In 1676, at age 65, Corey was brought to trial in Essex County, Massachusetts, for allegedly beating to death one of his indentured farm workers, Jacob Goodale (also spelled "Goodell" or "Goodall"), son of Robert and Catherine Goodale and brother to Isaac Goodale. According to witnesses, Corey had severely beaten Goodale with a stick after he was allegedly caught stealing apples from Corey's brother-in-law, and though Corey eventually sent him to receive medical attention ten days later, Goodale died shortly thereafter. Since corporal punishment was permitted against indentured servants, Corey was exempt from the charge of murder and instead was charged with using "unreasonable" force. Numerous witnesses and eyewitnesses testified against Corey, as well as the local coroner, and he was found guilty and fined.
Mary Bright died in 1684. Corey later married his third wife, Martha Rich. Martha was admitted to the church at Salem Village, where Giles had lived. At the time of the witch trials, Corey was 80 years old and living with Martha in the southwest corner of Salem Village, in what is now Peabody.
Arrest, examination, and refusal to plead
Martha Corey was arrested for witchcraft on March 19, 1692. Corey was so swept up by the trials that he initially believed the accusations against his wife, until he himself was arrested based on the same charge on April 18, along with Mary Warren, Abigail Hobbs, and Bridget Bishop. The following day, they were examined by the authorities, during which Abigail Hobbs accused Giles of being a wizard. Corey denied the accusations and refused to plead (guilty or not guilty), was sentenced to prison, and subsequently arraigned at the September sitting of the court.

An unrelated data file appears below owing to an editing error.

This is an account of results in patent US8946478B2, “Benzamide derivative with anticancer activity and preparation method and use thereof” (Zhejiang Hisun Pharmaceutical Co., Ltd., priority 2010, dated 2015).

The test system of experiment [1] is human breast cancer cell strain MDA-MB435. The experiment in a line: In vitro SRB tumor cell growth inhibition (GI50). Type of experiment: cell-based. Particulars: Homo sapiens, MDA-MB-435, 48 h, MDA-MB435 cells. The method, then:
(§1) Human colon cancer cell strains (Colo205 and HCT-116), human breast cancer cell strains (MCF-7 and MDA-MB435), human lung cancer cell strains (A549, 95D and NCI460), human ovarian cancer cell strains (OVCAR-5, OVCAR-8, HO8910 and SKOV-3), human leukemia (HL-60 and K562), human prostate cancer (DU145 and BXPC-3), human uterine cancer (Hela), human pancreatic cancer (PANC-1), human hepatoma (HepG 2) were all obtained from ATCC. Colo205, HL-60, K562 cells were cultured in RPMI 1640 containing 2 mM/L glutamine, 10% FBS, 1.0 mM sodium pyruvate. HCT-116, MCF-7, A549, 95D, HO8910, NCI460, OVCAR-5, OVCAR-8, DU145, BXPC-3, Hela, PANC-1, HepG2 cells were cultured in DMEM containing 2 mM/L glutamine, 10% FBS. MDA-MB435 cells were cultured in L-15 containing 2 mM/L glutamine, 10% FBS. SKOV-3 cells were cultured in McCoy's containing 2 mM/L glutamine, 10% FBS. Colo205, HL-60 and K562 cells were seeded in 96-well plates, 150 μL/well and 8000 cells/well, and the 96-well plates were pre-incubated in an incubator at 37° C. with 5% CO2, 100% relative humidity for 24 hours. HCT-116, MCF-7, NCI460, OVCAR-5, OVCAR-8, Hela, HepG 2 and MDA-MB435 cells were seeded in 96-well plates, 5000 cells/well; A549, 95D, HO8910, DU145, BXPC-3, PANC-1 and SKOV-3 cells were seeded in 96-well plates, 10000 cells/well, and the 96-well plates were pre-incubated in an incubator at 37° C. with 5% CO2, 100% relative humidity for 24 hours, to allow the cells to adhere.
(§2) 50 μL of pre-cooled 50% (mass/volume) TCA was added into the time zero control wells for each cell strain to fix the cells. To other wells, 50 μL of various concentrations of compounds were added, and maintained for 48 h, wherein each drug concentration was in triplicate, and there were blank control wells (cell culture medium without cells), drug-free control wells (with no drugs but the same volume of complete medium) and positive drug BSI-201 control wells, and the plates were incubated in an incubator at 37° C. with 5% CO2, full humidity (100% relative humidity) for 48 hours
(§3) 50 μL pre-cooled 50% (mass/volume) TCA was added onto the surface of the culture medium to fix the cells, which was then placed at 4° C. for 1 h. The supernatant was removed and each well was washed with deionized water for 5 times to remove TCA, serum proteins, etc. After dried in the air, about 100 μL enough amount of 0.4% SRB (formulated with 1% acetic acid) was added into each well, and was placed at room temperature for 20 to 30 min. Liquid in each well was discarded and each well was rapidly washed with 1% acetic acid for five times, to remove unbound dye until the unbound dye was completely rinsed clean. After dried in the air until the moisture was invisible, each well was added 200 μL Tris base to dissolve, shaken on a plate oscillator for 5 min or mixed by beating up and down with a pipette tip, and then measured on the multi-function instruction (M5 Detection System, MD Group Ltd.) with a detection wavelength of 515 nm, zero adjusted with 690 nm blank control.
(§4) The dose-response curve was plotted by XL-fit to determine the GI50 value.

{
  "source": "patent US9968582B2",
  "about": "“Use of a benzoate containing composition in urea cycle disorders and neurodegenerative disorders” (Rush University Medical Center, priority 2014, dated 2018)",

The records of the Court of Oyer and Terminer on September 9, 1692, contain a deposition by one of the people who accused Giles of witchcraft in Mercy Lewis v. Giles Corey:
I saw the apparition of Giles Corey come and afflict me urging me to write in his book and so he continued most dreadfully to hurt me by times beating me and almost breaking my back till the day of his examination being the 19th April  and then also during the time of his examination he did afflict and torture me most grievously and also several times since urging me vehemently to write in his book and I verily believe in my heart that Giles Corey is a dreadful wizard for since he had been in prison he or his appearance has come and most grievously tormented me.